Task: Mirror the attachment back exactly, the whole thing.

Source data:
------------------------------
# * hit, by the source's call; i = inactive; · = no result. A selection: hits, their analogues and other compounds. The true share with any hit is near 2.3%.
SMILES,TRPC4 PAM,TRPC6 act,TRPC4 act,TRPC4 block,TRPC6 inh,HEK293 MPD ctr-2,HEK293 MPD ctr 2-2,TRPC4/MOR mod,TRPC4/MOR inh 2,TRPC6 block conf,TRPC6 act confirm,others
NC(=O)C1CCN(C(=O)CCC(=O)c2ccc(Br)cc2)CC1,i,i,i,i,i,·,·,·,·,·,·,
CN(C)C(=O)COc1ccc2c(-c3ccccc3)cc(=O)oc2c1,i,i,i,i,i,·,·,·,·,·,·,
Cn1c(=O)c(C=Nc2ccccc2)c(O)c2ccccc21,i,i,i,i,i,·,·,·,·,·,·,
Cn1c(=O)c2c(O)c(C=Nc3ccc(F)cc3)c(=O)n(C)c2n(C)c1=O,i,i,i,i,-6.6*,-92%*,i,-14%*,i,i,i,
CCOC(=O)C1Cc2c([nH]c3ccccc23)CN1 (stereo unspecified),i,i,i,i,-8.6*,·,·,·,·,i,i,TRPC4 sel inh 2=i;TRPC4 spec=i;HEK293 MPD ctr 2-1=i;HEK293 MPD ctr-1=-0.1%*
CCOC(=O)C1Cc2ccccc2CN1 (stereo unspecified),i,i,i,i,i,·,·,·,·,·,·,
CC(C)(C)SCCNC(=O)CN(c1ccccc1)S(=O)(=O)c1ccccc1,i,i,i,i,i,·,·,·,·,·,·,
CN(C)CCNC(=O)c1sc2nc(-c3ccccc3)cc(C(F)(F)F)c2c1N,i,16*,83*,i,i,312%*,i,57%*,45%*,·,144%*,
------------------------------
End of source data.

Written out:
# * hit, by the source's call; i = inactive; · = no result. A selection: hits, their analogues and other compounds. The true share with any hit is near 2.3%.
SMILES,TRPC4 PAM,TRPC6 act,TRPC4 act,TRPC4 block,TRPC6 inh,HEK293 MPD ctr-2,HEK293 MPD ctr 2-2,TRPC4/MOR mod,TRPC4/MOR inh 2,TRPC6 block conf,TRPC6 act confirm,others
NC(=O)C1CCN(C(=O)CCC(=O)c2ccc(Br)cc2)CC1,i,i,i,i,i,·,·,·,·,·,·,
CN(C)C(=O)COc1ccc2c(-c3ccccc3)cc(=O)oc2c1,i,i,i,i,i,·,·,·,·,·,·,
Cn1c(=O)c(C=Nc2ccccc2)c(O)c2ccccc21,i,i,i,i,i,·,·,·,·,·,·,
Cn1c(=O)c2c(O)c(C=Nc3ccc(F)cc3)c(=O)n(C)c2n(C)c1=O,i,i,i,i,-6.6*,-92%*,i,-14%*,i,i,i,
CCOC(=O)C1Cc2c([nH]c3ccccc23)CN1 (stereo unspecified),i,i,i,i,-8.6*,·,·,·,·,i,i,TRPC4 sel inh 2=i;TRPC4 spec=i;HEK293 MPD ctr 2-1=i;HEK293 MPD ctr-1=-0.1%*
CCOC(=O)C1Cc2ccccc2CN1 (stereo unspecified),i,i,i,i,i,·,·,·,·,·,·,
CC(C)(C)SCCNC(=O)CN(c1ccccc1)S(=O)(=O)c1ccccc1,i,i,i,i,i,·,·,·,·,·,·,
CN(C)CCNC(=O)c1sc2nc(-c3ccccc3)cc(C(F)(F)F)c2c1N,i,16*,83*,i,i,312%*,i,57%*,45%*,·,144%*,